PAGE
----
Positives

  • Style – the Brooks B-17 looks good and, instantly, you stand out as an official cycle tourist!
  • Comfort – after wearing-in the saddle can be genuinely comfortable for long days on the road
  • Affordable – the saddle isn’t cheap, but compared to some on the market it is a realistic price, especially as you shouldn’t be replacing it anytime soon
  • Longevity – looked after properly the saddle should see you through many miles and cycle tours
  • Adjustable – the saddle can be tilted and moved along the rails to get the right seating position for you
  • Support – Brooks have a friendly staff and a good reputation for responding to customers

Negatives

  • Breaking-in – wearing the leather of the saddle in is undeniably uncomfortable and takes a while
  • Maintenance – you need to look after the saddle, waxing the leather and tightening moving parts

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5 Responses to “Review of the Brooks B-17 saddle”

  1. From Paul Morris:

    Good news that you’ve decided to stick with the Brooks. I’ve done between 300 to 400km’s on mine so far and it’s starting to feel good. A bit like putting on a worn in pair of boots. I’ve had the advantage of using it on short rides of between 30 and 50kms. Longest being in the region of 70km’s. so I haven’t had any pain. Maybe that’s the secret! Thanks for the review!

    Posted on 25. Jan, 2012 at 8:25 pm #
  2. From 1000 Needles:

    I spent a month breaking my Brooks in just commuting in town. Even those short trips left me saddle-sore.

    I can’t imagine breaking in my Brooks during a tour! Kudos to you for sticking with it.

    Posted on 28. Jan, 2012 at 12:15 pm #
  3. From MiddleAgeCyclist:

    My B17 has supported me during 6000 miles of touring and commuting over two years now. Got to be honest about it. I have proofided once and tightened it once. It has been comfortable from first use and still looks great despite being out in all weathers.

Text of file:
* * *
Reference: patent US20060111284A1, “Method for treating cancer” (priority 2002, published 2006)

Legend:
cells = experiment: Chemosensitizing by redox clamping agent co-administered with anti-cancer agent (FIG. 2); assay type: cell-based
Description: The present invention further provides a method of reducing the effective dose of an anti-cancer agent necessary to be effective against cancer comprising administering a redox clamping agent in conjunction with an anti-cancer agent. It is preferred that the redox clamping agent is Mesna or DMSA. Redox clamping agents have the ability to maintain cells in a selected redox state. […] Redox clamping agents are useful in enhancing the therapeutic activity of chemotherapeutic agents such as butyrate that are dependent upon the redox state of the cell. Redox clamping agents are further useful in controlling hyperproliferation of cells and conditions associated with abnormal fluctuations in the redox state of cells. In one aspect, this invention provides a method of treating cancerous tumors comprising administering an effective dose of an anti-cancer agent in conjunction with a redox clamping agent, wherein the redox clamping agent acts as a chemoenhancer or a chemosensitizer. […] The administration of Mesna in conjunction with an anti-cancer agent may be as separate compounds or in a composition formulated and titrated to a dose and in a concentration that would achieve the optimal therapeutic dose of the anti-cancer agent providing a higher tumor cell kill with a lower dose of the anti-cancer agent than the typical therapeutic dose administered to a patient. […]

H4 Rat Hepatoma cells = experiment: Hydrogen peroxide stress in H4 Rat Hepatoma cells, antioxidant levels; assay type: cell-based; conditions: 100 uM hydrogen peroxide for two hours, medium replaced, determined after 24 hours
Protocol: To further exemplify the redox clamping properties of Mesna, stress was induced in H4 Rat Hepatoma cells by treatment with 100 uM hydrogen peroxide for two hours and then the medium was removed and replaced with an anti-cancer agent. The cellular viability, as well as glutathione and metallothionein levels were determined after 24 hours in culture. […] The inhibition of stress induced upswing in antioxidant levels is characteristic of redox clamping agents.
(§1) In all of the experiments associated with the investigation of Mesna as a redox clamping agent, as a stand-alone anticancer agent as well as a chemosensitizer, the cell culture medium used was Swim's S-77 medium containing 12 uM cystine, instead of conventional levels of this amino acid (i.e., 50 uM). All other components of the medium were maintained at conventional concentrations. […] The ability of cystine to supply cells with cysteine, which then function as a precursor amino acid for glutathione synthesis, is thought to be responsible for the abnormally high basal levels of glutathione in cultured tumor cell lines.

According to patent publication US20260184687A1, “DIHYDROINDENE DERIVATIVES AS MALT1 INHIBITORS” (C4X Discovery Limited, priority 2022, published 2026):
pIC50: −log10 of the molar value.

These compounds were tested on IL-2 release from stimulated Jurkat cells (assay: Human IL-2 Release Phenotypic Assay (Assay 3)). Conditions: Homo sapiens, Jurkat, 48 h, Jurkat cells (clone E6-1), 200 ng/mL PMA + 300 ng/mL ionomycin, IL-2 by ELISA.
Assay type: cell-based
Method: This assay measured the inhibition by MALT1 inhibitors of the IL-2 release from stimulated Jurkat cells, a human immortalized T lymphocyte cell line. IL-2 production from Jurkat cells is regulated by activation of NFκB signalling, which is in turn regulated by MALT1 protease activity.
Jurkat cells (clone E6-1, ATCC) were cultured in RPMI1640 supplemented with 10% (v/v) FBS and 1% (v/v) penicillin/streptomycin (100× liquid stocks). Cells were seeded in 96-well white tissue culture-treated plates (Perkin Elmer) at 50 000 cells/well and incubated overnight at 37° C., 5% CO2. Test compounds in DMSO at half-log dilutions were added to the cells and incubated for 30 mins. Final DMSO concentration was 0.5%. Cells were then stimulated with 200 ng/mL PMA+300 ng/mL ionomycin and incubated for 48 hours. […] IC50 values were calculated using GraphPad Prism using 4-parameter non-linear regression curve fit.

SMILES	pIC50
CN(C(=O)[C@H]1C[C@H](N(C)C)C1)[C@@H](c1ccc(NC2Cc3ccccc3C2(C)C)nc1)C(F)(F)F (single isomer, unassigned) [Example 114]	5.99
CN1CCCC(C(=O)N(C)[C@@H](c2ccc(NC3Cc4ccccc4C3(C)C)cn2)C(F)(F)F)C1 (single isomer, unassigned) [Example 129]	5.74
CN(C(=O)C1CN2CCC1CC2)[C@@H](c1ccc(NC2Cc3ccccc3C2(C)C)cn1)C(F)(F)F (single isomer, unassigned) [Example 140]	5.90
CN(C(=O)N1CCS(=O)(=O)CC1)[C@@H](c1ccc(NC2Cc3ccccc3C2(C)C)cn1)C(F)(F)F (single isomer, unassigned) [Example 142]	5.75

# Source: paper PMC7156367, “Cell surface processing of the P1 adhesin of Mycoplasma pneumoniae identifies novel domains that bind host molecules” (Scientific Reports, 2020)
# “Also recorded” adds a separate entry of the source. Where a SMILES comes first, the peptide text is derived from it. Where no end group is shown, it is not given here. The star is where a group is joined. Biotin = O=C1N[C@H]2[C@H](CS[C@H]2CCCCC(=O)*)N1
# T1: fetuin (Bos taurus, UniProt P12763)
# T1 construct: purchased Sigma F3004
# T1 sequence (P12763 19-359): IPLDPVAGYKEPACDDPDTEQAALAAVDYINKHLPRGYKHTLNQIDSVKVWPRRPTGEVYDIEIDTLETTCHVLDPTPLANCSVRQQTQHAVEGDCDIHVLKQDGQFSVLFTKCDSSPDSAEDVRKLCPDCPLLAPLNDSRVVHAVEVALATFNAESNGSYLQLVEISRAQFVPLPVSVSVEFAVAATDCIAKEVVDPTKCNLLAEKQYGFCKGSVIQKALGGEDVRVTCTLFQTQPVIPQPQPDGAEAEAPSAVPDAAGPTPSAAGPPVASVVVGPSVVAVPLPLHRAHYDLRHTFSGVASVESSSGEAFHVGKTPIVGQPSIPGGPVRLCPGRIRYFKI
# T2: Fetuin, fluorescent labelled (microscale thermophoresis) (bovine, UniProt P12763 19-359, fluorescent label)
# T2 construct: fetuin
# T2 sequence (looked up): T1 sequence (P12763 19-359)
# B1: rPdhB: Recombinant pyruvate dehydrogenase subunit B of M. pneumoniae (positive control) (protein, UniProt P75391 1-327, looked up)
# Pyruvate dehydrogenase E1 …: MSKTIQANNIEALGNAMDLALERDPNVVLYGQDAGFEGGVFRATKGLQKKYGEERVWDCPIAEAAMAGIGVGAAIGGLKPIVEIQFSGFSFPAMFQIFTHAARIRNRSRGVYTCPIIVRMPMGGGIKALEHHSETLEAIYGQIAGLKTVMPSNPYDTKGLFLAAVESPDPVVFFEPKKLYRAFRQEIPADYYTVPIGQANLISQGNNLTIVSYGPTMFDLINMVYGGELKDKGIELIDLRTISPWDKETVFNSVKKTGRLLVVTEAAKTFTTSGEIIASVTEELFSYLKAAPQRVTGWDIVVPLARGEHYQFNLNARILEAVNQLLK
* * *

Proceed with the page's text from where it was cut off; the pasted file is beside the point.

Here is the latest pic’

    Posted on 28. Feb, 2012 at 10:44 am #
  4. From Brenda in the Boro UK:

    I bought a ladies specific imperial , like the B17 with a cutout. I did a 30mile ride with a little trouble and that has been it- broken in. I’ve tries all kinds of saddles and have had some really bad blisters from rubbing over the years- no more problem since the Brookes was bought. MY DH thought I was mad to go to the expense as I’m 60+ but it’s the best money spent. I can ride fully loaded 50+ miles a day with no problems. If any lady is looking to buy a saddle then go for a Brookes you won’t be disappointed.
    Love the site BTW- found out about it from Friedel and Andrew at travelling two

    Posted on 28. Feb, 2012 at 1:51 pm #
  5. From Steve Jones:

    I can’t argue with your experience but I have to say I’m surprised that you had such discomfort with the Brooks B17.
    My first one went on my Thorn Sterling and straight into two weeks on the road. All day riding. At the end of each day I was amazed to feel like I’d just been for a short ten minute ride. That is to say ,no discomfort whatsoever. So I thought the stories of that long infamous break in period were exactly that..just stories. A myth. Your experience seems to be different. I now have B17’s on three of my bikes. None of them are uncomfortable and I only wear regular clothes ( no padded shorts or chamois).
    I have found that the angle of the saddle can make quite a difference. It’s essential to get it right. If you feel any pain or discomfort on a Brooks try angling it down a little or adjust the forward/ back position of the clamp on your rails. The saddle itself should conform to your contours, new or not. That’s the whole idea of the leather.
    Saddles are not comparable to new boots that you put your feet IN. You sit ON a saddle. It’s a poor comparison.
    I don’t believe that the new leather on a Brooks saddle really needs much breaking in or that the saddle shape itself is uncomfortable it’s just a question of adjustment.Also remember the bike saddle isn’t a sofa. Move your position regularly and slide around on it. A Brooks treated with proofide makes this easy.
    Hope you are getting more comfy on it now.
    My worst ever was the SDG one that came on my mountain bike. I thought it was going to kill me!

    Posted on 29. Feb, 2012 at 11:12 am #